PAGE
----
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Calling all creative cats!
May 4, 2010 6:37 PM   Subscribe

How can I keep our cats from jumping a 6 foot wood privacy fence? Is there a way to attractively do this? I have some ideas, but hate to waste the time and energy if the cats are going to get over anyway. Any thoughts?

Reason we need this: We have one daredevil cat without pain receptors apparently, one sweet, small cat who is giving us litter box problems and one fat cat. Fat cat is too fat and lazy to try. Problem solved if we could just force feed the other two :) Daredevil cat just got back from a three day vet stint after severly gashing his chest on something --vet thinks he ripped it going over the fence(it was really disgusting and he acted just fine?). Sweet, small cat has recently taken to eliminating in all the wrong places inside and loves being outside but I am a nervous wreck when she gets out of the yard. I want to teach her how to use the dog door to go outside to do her business.

Options:
I saw some commercial products like this one but it is pretty expensive and aesthetically unpleasing. I was thinking of getting brackets (like a plant hangers) that extend into the yard about 12 inches from the top of the fence inwards. I would place these 6-10 feet apart and place something on top of them. I was thinking evenly spaced thin wooden slats might look okay--weird, but okay. It would be sort of a 12 in lip on the top of the fence that is horizontal to the ground.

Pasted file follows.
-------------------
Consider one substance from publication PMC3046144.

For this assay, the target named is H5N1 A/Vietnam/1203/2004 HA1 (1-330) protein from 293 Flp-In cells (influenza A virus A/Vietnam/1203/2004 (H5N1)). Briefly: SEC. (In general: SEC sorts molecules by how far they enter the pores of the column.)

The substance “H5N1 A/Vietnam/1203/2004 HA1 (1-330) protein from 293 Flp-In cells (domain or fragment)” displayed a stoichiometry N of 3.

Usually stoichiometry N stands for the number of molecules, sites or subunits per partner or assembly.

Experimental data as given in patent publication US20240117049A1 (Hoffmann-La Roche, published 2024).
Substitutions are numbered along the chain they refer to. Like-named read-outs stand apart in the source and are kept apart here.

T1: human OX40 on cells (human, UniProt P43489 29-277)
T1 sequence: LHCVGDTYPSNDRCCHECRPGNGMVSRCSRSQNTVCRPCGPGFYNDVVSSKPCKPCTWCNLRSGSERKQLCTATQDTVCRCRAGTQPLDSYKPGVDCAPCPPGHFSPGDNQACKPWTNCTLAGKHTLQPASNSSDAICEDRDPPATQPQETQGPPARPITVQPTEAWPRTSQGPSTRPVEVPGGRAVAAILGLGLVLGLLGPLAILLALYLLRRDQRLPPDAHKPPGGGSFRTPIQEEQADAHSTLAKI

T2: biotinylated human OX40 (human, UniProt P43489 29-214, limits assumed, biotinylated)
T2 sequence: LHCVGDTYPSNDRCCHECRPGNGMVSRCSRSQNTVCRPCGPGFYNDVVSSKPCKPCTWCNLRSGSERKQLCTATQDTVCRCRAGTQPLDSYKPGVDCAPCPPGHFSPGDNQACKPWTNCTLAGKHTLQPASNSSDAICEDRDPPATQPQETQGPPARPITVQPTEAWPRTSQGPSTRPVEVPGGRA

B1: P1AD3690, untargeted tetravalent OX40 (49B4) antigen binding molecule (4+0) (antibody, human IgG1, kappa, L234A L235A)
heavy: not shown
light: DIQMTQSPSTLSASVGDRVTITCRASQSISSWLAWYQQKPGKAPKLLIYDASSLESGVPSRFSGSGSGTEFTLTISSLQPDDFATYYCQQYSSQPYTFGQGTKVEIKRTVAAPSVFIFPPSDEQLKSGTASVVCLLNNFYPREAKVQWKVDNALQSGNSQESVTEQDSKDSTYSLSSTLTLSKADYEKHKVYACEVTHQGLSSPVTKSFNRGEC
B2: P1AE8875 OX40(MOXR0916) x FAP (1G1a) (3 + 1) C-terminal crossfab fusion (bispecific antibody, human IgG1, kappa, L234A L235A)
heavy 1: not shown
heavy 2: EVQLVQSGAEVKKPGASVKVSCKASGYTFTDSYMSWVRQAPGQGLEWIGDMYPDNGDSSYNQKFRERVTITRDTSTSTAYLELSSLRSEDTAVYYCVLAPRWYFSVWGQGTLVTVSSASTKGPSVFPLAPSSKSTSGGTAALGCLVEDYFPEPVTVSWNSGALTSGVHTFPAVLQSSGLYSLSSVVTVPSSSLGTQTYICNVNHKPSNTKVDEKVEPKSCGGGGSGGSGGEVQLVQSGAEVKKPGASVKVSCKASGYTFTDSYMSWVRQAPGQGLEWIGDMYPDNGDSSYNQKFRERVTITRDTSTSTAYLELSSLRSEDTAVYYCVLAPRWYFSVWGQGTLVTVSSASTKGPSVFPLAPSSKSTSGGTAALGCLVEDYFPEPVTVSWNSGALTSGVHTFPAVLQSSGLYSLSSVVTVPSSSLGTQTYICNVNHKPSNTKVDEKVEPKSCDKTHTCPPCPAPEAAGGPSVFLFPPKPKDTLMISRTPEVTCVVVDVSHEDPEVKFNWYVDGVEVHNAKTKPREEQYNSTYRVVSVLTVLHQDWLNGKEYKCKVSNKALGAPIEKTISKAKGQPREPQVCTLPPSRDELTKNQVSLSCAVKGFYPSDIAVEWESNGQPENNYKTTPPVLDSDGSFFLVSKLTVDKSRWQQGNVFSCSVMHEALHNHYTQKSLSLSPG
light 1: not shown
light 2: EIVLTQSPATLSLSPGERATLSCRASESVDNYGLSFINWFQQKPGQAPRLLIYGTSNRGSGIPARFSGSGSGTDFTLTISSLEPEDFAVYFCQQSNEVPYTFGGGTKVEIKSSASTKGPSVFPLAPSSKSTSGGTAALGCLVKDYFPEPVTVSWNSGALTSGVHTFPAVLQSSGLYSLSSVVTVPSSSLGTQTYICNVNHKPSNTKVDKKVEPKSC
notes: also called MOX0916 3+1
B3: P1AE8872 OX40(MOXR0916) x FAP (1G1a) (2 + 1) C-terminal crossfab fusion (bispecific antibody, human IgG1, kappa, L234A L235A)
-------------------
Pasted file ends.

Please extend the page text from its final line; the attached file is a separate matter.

Questions:

Has anyone ever done anything like this successfully? Would a 12 inch barrier at the top of the fence be deep enough so the cats can't maneuver their bodies around and over it (they seem to really have to work to get over the 6 foot fence as it is)? Could a netting of some sort over the brackets be better? Anything else I am not thinking of? Any other ideas?